Depression is a disorder that affects the victim mentally and psychologically. It creates such a state of despair that it affects them physically and interferes with their social functions. There are several distinct forms of depression. Some forms of depression have seasonal causes. Some are physical, such as postpartum depression or premenstrual dysphoric depression. There are emotional depressions such as bipolar disorder and major depressive disorder.
There have been many studies done to try and determine the underlying causes of depression. While there are many physical and emotional triggers, the root cause still eludes researchers. Some tests, and the pharmaceutical companies that ran them, go under the assumption that it is all caused by a drop in serotonin in the brain. They feel it is all a mere chemical imbalance in the brain and that it can be treated with drugs. This theory, however, does not take into consideration that lowered serotonin levels are often a result of the depressed mental state rather than its cause.
Despite many depressed individuals having the lowered levels of monoamines such as seratonin and norepinephrine, artificially boosting the levels with drugs does not always remove the depression. So long as the mental state of the patient is in a negative spiral, the levels will not balance out and the depression will continue in some form or the other. Despite the drug companies assuring they have a cure, there are as yet, no studies that can conclusively point to a root cause of depression.
It is known that depression is not a disease. It is not caused by virus or bacteria. It is not contagious and cannot be passed on from person to person. Some researchers even preclude chemical imbalance as a cause. Researchers such as Griffin and Tyrrell in their book “Human Givens” propose that depression is a “spontaneous response to specific emotional introspection.” They postulate that there is no clear cause or explanation but that the patient tries to follow through with the closest understood medical explanation to feel in control of the situation.
Recent medical statistics show an alarming number of Americans, about seventy million people, suffer from some or all of the typical symptoms of depression. These normal symptoms include such things as lack of energy, feelings of uselessness, moroseness, lack of initiative and lack of enthusiasm for life itself. More severe symptoms include irrationality, despair and thoughtless decision making which can lead to physical harm or suicide.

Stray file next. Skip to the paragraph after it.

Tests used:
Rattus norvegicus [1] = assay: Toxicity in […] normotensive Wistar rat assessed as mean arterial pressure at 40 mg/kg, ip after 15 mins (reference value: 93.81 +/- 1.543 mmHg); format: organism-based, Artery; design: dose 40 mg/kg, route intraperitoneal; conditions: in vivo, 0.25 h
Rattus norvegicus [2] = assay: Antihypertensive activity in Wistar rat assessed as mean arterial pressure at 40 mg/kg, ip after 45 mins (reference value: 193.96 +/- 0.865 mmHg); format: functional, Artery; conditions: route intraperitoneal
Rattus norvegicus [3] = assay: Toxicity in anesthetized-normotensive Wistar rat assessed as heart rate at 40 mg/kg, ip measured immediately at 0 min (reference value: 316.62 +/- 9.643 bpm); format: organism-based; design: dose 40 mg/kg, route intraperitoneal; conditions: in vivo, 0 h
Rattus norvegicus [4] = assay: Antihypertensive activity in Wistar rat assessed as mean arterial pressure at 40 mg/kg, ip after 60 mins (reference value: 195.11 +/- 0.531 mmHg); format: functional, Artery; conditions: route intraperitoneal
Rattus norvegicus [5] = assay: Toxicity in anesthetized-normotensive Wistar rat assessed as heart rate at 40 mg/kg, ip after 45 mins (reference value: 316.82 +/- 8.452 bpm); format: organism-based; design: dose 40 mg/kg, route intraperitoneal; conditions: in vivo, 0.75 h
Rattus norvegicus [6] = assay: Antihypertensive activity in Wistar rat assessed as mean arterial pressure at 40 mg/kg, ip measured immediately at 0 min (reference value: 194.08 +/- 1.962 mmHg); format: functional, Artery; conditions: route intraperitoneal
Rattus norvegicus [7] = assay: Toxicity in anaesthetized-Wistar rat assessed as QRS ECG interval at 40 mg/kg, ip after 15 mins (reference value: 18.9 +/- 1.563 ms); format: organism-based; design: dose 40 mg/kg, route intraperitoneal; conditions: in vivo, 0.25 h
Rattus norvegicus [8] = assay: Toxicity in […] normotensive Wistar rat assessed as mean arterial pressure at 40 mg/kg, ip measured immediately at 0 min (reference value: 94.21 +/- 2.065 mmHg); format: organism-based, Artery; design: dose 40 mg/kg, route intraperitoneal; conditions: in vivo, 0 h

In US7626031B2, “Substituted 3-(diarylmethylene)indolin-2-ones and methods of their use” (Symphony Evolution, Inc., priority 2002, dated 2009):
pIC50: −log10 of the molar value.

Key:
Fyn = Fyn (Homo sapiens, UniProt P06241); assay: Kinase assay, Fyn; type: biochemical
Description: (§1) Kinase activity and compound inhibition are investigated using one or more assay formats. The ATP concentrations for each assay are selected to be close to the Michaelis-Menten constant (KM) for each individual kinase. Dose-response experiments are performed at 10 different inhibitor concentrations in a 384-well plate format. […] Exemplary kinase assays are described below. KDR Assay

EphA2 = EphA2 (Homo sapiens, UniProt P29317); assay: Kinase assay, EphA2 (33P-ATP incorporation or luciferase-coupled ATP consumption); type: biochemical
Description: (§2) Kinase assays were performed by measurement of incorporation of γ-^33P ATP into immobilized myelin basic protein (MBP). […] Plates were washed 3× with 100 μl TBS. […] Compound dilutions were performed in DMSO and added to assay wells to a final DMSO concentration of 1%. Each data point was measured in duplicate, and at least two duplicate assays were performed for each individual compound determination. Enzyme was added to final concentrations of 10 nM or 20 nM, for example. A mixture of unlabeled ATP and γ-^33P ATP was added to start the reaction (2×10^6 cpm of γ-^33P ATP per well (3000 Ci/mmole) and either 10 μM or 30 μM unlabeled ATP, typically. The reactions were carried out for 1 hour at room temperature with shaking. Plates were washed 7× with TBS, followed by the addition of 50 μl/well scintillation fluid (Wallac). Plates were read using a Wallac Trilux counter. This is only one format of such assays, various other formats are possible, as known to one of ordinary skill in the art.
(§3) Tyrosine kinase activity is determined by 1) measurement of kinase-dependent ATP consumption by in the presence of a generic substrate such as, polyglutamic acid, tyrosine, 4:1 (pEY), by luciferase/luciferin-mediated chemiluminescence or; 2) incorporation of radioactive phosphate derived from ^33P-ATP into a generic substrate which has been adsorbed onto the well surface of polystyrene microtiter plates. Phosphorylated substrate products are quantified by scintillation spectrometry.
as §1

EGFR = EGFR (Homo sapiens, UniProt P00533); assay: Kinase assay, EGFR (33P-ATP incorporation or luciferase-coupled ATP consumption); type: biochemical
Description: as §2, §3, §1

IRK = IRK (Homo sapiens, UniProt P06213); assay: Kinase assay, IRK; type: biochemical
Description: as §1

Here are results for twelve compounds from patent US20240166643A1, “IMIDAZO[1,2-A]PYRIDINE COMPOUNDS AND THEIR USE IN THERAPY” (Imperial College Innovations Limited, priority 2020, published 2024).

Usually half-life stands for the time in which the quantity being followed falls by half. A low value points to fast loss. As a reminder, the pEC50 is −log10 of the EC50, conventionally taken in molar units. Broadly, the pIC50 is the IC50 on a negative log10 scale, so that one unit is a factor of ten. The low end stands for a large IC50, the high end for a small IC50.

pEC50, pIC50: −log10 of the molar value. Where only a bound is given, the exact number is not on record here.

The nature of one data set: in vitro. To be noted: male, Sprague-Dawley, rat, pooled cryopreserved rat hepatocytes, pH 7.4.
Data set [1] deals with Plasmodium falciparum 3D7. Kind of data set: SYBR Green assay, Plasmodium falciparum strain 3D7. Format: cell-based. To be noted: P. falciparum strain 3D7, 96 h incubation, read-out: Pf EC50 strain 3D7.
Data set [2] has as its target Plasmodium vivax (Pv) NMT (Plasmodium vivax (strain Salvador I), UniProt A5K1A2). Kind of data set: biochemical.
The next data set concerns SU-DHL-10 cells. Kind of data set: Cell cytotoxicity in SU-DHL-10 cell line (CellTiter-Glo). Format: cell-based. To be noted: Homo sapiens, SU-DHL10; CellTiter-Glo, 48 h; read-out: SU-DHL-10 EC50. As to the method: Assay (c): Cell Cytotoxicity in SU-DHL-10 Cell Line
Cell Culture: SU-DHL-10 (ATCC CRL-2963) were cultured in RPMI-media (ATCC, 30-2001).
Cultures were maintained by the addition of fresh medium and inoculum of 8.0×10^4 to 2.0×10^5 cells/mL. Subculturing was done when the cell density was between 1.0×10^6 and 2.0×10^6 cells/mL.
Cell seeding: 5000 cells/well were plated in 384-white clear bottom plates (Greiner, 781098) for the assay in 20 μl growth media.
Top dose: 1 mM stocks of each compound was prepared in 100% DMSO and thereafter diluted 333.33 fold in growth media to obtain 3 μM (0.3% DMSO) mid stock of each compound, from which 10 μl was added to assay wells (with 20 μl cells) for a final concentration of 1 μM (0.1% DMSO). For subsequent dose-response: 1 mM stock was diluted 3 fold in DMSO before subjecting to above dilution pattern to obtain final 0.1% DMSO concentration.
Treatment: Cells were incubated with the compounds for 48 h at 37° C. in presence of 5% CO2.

There is no set, standard cure for depression. each case has its own unique causes and cures, or at least treatments. The only thing that is consistent is the need to find a way for the sufferer to elevate their interest in life and rise out of the rut of despair it causes.
It is this universal need for the victim of depression to find a new balance and harmony in their life to give them hope for the future that makes Reiki so well adapted as a positive treatment. This was pointed out by Doctor Harold Koenig, Associate Professor at Duke University Medical Center. He stated that “spiritual force and holistic healing plays a significant role and cannot be ignored as a variable in helping patients cope with depression.” At the 2002 meeting of the American Psychiatric Association it was acknowledged that strategies that included spirituality provided better results than those that ignored the spirit.
With Reiki’s strong emphasis on learning to balance the spiritual with the physical, it can reconnect a patient’s emotions with their spiritual well being and forge a link that gives them an internalized path out of the despair or emotional anguish that has driven them into the depressed state. While no one knows the root cause of depression, Reiki has shown itself to be a strong procedure for helping get people out of its grasp.